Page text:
We all know breaks are good for us – so why don’t we take them?
We’ve all had those days. You plough through your to-do list, smashing items off one by one. You get to the end of the day having achieved everything you set out to and yet… you feel awful. You’re probably mentally checking out of tomorrow already. If you have lots of days like this, you’re either heading for burnout, or you’ve already been there and not heeded the lessons.
We’ve also all had those days. Even the easiest tasks feel like wading through treacle. You find yourself booking dental appointments to avoid checking your emails. This kind of unproductivity brings more guilt and shame, as we can’t lean on the cult of busyness like we often do with the former.
Some of us – if we’re lucky – have experienced another type of day. One where tasks are happily ticked off and we’re proud of the work we’re bringing to the world. Crucially, you don’t feel horrendous when it comes to an end.
What if we could actively create these better, more productive work days? And what if the answer to all our hopes and dreams is embarrassingly obvious?
The simple solution is regular breaks.
Breaks are not a panacea (is anything?), but they are a very strong weapon in the war against not only unproductivity, but also it’s common bedfellows: poor mental and physical wellbeing.
The benefits of taking breaks have been documented and evidenced time and again. The robust body of research doesn’t dictate what breaks should be taken, for how long or how often, but it all agrees that breaks should be taken regularly – and that they work.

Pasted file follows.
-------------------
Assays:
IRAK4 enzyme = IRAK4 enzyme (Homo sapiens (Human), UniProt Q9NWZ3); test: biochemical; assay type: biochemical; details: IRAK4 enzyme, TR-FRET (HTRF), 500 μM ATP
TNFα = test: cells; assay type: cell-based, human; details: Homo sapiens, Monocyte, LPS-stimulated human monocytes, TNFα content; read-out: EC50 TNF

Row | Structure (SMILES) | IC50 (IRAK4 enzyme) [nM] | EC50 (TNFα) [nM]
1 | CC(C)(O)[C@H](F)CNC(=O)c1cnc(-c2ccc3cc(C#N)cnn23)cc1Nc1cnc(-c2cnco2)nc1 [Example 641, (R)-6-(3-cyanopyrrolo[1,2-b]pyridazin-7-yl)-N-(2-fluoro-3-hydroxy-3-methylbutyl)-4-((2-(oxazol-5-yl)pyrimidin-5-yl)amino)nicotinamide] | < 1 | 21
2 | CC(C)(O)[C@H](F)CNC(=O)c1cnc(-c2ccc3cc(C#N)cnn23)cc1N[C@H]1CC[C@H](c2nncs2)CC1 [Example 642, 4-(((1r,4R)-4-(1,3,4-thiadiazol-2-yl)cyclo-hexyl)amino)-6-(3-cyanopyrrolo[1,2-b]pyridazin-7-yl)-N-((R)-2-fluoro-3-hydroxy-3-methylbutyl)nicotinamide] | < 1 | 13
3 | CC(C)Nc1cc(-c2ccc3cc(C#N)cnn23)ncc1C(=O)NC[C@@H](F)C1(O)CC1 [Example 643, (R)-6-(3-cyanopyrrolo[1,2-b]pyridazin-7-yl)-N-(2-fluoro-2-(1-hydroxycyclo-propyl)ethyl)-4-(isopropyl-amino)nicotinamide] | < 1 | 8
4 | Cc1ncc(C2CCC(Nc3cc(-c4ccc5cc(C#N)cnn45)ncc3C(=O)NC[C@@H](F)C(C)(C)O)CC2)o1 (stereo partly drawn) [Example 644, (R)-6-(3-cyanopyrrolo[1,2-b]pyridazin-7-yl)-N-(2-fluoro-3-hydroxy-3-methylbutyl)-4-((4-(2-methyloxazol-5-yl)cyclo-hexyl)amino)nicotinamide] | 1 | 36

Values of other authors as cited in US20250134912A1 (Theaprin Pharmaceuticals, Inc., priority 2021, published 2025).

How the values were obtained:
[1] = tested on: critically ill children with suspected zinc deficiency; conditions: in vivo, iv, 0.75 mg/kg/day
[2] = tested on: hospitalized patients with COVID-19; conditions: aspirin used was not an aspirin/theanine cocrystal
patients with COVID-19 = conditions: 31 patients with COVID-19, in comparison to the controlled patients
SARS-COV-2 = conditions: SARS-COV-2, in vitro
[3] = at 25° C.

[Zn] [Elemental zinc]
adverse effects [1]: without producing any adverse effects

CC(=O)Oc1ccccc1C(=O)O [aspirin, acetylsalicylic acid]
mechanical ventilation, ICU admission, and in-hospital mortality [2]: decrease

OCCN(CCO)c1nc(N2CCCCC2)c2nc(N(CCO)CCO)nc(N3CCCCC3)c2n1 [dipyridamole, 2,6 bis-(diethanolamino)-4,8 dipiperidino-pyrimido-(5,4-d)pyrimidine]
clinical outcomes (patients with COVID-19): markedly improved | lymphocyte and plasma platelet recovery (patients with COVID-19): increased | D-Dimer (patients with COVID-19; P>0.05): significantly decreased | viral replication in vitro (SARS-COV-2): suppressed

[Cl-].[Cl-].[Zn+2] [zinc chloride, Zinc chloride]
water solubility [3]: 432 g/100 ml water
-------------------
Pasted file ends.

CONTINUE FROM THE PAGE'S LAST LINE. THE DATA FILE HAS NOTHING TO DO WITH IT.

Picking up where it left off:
The importance of high-quality breaks
Let me take a guess about the breaks you take during your work day: scrolling through your phone, eating lunch at your desk, accidentally working through your tea break entirely. Honestly, sometimes they’re necessary. Sometimes you do need to just mindlessly tap through puppy videos.
To really feel a difference, though, we need to be taking high-quality breaks. A high-quality break is an activity that takes the mind – and often the physical self – away from the task at hand to leave you rejuvenated when you return. Some examples are desk stretching, meditation, or even doodling. And a high-quality break needn’t eat into your calendar; you can feel the benefits in as few as five minutes.
No doubt you’ve heard it said that the best ideas come in the shower, or in the gym, or when you’re out for a walk. Often, letting our brains escape from the problems we’re trying to solve is exactly what propels us to our most innovative solutions.
Change needs to come from the top
I doubt that anything I’m telling you is coming as a surprise. All of us know that taking a moment for ourselves makes us work better and feel better. And yet, we have a strangely anti-break work culture. People who take breaks are often seen as slackers, rather than people working smarter and frankly better. We are a nation that loves weekends and bank holidays, but shames work breaks – but imagine enjoying your time off, instead of using it for recovery.
Despite the rise in WFH, making breaks part of a healthy, productive work culture isn’t going to be an overnight success. The change needs to come from the top. But which business doesn’t value productivity? And who among us doesn’t want to get every item on their list done well and feel great while doing it? We – and our companies – need to do ourselves a collective favour, and take a damn break.